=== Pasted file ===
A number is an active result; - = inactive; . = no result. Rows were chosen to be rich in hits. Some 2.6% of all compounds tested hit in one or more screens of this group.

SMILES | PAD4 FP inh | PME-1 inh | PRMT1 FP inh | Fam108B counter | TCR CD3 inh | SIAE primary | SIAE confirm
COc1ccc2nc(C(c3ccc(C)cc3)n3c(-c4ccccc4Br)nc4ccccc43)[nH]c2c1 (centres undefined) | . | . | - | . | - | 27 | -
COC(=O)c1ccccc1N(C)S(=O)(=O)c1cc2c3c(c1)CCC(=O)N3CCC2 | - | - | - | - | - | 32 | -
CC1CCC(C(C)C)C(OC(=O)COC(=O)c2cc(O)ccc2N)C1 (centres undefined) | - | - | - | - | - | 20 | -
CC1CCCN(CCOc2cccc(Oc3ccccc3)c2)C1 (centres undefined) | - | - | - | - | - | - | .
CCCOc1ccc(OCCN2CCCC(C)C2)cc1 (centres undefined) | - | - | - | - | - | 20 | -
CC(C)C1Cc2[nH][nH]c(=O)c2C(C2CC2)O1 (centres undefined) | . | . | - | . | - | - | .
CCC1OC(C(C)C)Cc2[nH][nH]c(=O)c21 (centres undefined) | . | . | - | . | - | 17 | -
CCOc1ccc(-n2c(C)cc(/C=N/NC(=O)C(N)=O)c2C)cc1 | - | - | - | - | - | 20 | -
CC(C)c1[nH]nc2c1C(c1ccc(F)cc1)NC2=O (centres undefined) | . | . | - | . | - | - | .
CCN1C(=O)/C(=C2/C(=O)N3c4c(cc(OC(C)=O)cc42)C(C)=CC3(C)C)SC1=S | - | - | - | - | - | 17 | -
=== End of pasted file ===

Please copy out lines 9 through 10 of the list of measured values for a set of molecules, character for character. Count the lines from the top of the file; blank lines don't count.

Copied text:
CCC1OC(C(C)C)Cc2[nH][nH]c(=O)c21 (centres undefined) | . | . | - | . | - | 17 | -
CCOc1ccc(-n2c(C)cc(/C=N/NC(=O)C(N)=O)c2C)cc1 | - | - | - | - | - | 20 | -